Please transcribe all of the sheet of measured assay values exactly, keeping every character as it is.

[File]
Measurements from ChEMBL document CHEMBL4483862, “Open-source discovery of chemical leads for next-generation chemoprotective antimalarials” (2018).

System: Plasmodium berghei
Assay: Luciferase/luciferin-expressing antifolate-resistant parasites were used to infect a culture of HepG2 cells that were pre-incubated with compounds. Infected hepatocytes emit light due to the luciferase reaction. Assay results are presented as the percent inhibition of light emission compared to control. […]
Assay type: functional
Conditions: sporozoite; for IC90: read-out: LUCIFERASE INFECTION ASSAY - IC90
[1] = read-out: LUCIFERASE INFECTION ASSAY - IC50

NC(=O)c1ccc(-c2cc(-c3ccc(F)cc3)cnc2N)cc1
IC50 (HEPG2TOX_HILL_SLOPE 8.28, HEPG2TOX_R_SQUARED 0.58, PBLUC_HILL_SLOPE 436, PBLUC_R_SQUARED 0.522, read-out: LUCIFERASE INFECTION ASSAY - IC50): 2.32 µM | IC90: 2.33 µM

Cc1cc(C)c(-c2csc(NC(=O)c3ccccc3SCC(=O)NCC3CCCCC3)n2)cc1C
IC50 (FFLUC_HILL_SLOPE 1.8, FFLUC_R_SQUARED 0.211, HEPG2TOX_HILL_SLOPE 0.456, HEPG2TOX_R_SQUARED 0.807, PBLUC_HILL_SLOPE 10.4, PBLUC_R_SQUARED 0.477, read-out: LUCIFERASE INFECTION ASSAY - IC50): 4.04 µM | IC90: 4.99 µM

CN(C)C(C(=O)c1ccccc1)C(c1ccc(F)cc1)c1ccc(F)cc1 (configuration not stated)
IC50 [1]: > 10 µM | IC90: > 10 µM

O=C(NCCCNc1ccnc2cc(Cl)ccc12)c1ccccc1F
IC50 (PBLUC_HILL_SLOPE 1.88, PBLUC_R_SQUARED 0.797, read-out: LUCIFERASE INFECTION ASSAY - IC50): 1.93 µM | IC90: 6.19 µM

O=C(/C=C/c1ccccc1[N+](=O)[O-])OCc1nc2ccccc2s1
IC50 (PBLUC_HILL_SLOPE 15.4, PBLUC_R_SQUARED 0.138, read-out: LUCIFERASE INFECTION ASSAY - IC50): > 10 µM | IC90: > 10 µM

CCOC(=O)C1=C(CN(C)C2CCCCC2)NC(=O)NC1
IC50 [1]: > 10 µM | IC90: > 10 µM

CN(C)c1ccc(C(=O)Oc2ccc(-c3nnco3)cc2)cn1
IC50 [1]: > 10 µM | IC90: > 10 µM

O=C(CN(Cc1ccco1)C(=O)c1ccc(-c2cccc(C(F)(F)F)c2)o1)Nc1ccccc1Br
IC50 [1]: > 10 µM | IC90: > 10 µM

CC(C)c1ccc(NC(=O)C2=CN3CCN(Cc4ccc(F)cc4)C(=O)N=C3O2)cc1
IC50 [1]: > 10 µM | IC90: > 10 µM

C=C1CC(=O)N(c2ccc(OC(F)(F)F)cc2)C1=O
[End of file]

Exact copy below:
Measurements from ChEMBL document CHEMBL4483862, “Open-source discovery of chemical leads for next-generation chemoprotective antimalarials” (2018).

System: Plasmodium berghei
Assay: Luciferase/luciferin-expressing antifolate-resistant parasites were used to infect a culture of HepG2 cells that were pre-incubated with compounds. Infected hepatocytes emit light due to the luciferase reaction. Assay results are presented as the percent inhibition of light emission compared to control. […]
Assay type: functional
Conditions: sporozoite; for IC90: read-out: LUCIFERASE INFECTION ASSAY - IC90
[1] = read-out: LUCIFERASE INFECTION ASSAY - IC50

NC(=O)c1ccc(-c2cc(-c3ccc(F)cc3)cnc2N)cc1
IC50 (HEPG2TOX_HILL_SLOPE 8.28, HEPG2TOX_R_SQUARED 0.58, PBLUC_HILL_SLOPE 436, PBLUC_R_SQUARED 0.522, read-out: LUCIFERASE INFECTION ASSAY - IC50): 2.32 µM | IC90: 2.33 µM

Cc1cc(C)c(-c2csc(NC(=O)c3ccccc3SCC(=O)NCC3CCCCC3)n2)cc1C
IC50 (FFLUC_HILL_SLOPE 1.8, FFLUC_R_SQUARED 0.211, HEPG2TOX_HILL_SLOPE 0.456, HEPG2TOX_R_SQUARED 0.807, PBLUC_HILL_SLOPE 10.4, PBLUC_R_SQUARED 0.477, read-out: LUCIFERASE INFECTION ASSAY - IC50): 4.04 µM | IC90: 4.99 µM

CN(C)C(C(=O)c1ccccc1)C(c1ccc(F)cc1)c1ccc(F)cc1 (configuration not stated)
IC50 [1]: > 10 µM | IC90: > 10 µM

O=C(NCCCNc1ccnc2cc(Cl)ccc12)c1ccccc1F
IC50 (PBLUC_HILL_SLOPE 1.88, PBLUC_R_SQUARED 0.797, read-out: LUCIFERASE INFECTION ASSAY - IC50): 1.93 µM | IC90: 6.19 µM

O=C(/C=C/c1ccccc1[N+](=O)[O-])OCc1nc2ccccc2s1
IC50 (PBLUC_HILL_SLOPE 15.4, PBLUC_R_SQUARED 0.138, read-out: LUCIFERASE INFECTION ASSAY - IC50): > 10 µM | IC90: > 10 µM

CCOC(=O)C1=C(CN(C)C2CCCCC2)NC(=O)NC1
IC50 [1]: > 10 µM | IC90: > 10 µM

CN(C)c1ccc(C(=O)Oc2ccc(-c3nnco3)cc2)cn1
IC50 [1]: > 10 µM | IC90: > 10 µM

O=C(CN(Cc1ccco1)C(=O)c1ccc(-c2cccc(C(F)(F)F)c2)o1)Nc1ccccc1Br
IC50 [1]: > 10 µM | IC90: > 10 µM

CC(C)c1ccc(NC(=O)C2=CN3CCN(Cc4ccc(F)cc4)C(=O)N=C3O2)cc1
IC50 [1]: > 10 µM | IC90: > 10 µM

C=C1CC(=O)N(c2ccc(OC(F)(F)F)cc2)C1=O